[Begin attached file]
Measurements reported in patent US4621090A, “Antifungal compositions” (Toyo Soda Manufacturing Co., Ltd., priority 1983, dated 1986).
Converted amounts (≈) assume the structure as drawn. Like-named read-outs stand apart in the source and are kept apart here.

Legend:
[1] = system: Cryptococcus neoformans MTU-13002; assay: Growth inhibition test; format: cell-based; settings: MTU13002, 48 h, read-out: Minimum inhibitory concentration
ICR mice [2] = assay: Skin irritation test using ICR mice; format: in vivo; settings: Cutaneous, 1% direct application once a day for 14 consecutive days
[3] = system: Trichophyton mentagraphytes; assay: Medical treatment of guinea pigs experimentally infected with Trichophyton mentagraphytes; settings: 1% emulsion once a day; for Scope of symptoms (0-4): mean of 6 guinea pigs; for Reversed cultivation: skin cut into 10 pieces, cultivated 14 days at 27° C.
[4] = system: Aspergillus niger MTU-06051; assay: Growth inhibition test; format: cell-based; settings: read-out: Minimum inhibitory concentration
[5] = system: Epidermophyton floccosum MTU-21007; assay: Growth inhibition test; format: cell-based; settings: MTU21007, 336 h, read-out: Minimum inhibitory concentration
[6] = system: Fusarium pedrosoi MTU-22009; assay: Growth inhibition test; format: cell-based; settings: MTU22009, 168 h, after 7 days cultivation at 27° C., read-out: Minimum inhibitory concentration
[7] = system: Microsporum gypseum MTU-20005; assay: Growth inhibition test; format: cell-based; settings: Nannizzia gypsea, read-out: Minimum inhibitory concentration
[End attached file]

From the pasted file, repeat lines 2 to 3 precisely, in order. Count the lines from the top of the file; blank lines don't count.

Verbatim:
Converted amounts (≈) assume the structure as drawn. Like-named read-outs stand apart in the source and are kept apart here.

Legend: